SpaceX, the pioneering rocket launch company founded by Elon Musk, famously advertises a launch cost of just $62 million for its Falcon 9 rocket — a price it has held steady for four and a half years. Of course, for nearly as long, SpaceX has also been saying that a switch to reusable rockets would permit the company to cut its prices even further — as much as 30%.
So four and a half years since the $62 million price tag was introduced, how much cheaper have SpaceX rocket launches become? Thanks to a series of contract modifications just announced by the U.S. Space Force, we finally know.
Last week, Space Force announced that it will permit SpaceX to fly reused (or as SpaceX prefers, “flight-proven”) Falcon 9 rockets to launch the government’s next two government GPS III satellites. The government had previously insisted that such “national security” satellites be launched aboard brand new rockets, but SpaceX has successfully re-flown used rockets for other customers 38 times now.
It seems that that’s enough to have finally convinced Space Force that this is a safe way to get to orbit — and cheaper, to boot.
How much cheaper? Initially, SpaceX had agreed to launch these government GPS satellites for about $97 million each. But in return for being permitted to fly reusable rockets, SpaceX now says it can cut the price it charges Space Force for the next two launches by a total of $52.7 million — a savings of more than $26 million each — as BreakingDefense.com reported last week.
Now, because complying with government regulations adds costs on top of SpaceX’s usual advertised prices, Space Force will still end up paying more than $70 million apiece for these specific launches. But introducing reusability cuts all launch costs by the same amount it cuts government launch costs. If this is true, then “flight-proven” rockets could reduce the cost of an ordinary launch to as little as $36 million.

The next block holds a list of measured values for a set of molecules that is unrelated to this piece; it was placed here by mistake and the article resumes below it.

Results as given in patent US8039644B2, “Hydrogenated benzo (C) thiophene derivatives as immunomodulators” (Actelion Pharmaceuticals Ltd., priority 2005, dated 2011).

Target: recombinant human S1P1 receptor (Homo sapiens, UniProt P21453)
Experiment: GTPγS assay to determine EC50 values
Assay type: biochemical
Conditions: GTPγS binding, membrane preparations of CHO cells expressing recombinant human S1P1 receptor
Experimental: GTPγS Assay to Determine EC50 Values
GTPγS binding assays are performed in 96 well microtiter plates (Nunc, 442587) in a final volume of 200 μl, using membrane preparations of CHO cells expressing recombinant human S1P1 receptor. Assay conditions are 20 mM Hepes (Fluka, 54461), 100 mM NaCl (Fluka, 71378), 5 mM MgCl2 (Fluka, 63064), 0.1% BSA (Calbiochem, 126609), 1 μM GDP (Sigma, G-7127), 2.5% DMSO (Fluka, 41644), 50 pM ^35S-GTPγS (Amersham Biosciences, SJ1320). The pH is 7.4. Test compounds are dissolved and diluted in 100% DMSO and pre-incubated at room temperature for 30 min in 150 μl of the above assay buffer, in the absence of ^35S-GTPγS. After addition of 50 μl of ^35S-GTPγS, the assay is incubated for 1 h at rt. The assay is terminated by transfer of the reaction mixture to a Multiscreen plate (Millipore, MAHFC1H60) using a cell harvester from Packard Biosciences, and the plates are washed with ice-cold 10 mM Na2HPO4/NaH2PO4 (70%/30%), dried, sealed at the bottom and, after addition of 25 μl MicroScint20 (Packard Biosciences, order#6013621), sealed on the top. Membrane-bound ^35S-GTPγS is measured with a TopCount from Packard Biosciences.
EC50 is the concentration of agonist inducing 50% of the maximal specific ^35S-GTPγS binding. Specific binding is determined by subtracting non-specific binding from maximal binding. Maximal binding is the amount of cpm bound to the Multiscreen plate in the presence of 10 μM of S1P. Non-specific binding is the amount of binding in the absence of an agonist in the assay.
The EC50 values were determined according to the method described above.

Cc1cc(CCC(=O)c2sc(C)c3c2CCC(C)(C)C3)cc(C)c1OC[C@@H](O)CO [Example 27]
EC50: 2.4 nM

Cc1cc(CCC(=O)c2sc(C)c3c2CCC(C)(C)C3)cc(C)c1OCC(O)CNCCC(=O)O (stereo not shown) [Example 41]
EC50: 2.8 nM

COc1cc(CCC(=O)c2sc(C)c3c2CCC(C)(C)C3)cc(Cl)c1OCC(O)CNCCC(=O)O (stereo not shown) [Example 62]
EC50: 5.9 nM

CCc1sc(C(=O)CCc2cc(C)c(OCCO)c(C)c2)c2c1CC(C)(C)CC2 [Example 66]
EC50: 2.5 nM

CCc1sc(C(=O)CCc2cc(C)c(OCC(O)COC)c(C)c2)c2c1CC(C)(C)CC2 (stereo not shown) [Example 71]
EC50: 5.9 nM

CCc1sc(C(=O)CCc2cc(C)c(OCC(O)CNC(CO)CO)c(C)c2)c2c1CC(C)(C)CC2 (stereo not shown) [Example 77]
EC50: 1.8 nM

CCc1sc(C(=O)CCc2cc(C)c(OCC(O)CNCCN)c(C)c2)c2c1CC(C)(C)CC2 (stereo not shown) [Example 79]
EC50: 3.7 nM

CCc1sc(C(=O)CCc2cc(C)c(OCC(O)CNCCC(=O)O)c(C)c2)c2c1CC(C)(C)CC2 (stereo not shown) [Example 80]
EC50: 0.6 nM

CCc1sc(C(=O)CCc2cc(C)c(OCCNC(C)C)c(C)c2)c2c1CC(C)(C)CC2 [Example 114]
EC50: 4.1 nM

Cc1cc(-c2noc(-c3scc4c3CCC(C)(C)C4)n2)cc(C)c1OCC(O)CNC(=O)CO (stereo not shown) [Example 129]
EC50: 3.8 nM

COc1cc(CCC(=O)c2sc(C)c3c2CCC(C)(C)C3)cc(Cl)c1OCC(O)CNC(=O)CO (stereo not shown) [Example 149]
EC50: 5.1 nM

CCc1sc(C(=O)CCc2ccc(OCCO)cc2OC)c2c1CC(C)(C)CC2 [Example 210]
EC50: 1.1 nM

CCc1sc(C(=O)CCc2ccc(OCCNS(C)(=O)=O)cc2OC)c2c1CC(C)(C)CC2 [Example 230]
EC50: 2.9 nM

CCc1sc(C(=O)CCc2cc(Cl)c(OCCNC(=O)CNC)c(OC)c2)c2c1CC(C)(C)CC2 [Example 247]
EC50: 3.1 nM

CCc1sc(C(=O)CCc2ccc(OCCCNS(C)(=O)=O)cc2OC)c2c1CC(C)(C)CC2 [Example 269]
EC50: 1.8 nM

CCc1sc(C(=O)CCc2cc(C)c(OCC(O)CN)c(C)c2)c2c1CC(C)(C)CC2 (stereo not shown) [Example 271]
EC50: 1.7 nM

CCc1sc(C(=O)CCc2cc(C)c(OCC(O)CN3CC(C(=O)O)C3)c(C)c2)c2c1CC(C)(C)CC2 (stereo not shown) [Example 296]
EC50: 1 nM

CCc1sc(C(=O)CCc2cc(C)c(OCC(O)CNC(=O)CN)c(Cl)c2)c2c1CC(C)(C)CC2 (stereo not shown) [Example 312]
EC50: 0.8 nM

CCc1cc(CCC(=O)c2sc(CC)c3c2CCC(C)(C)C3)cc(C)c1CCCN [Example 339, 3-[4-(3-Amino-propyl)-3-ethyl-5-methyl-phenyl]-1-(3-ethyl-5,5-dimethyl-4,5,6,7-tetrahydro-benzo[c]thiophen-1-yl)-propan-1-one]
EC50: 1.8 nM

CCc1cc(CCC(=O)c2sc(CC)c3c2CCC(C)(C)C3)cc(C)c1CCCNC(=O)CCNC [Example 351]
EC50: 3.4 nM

That’s even cheaper than the 30% cost reduction that SpaceX initially promised four years ago. In fact, it works out to a cost reduction of more than 40%.
Space Force has already committed to awarding 60% of its national security launch contracts to SpaceX archrival United Launch Alliance (ULA) over the period from 2022 to 2027, with SpaceX receiving only 40% of the contracts. This award, announced two months ago, offers ULA some assurance that it won’t be immediately “priced out” of the space launch market by SpaceX’s low prices — good news for Boeing (NYSE:BA) and Lockheed Martin (NYSE:LMT), ULA’s joint owners.
Post-2027, however, things could get difficult for Boeing and Lockheed, which face the prospect of either losing Space Force contracts to SpaceX entirely, or cutting their own prices to match SpaceX prices and sacrificing their profit margins as a result. (This could prove especially problematic for Boeing. According to the latest data from S&P Global Market Intelligence, Boeing’s Defense, Space & Security business is currently the only Boeing business earning a profit.)
In the commercial space launch industry, SpaceX’s advantages could become even clearer. Unlike the U.S. government, commercial businesses have no vested interest in paying one provider more than another just to ensure there are multiple providers available to put essential payloads into orbit.
If SpaceX can launch commercial payloads for a mere $36 million, I honestly don’t see how ULA can compete with that — unless its new Vulcan Centaur rockets prove dramatically cheaper than the Atlas V and Delta VI rockets it has been flying up to now. For that matter, even foreign rocket launchers such as Russia’s Roscosmos and India’s PSLV may struggle to compete.
$36 million is more expensive than the reported $15 million cost of an expendable Indian PSLV rocket, which is probably the cheapest launch vehicle this side of China. PSLV, however, only has a payload capacity of about 1.8 metric tons to Low Earth Orbit — less than a tenth of the Falcon 9’s 22.8 ton payload. Pound for pound, therefore, it would appear there is no one on Earth capable of launching payloads to orbit cheaper than SpaceX.
Thanks to its reusable rockets, the global commercial satellite launch market may now be SpaceX’s for the taking.
Originally published by Motley Fool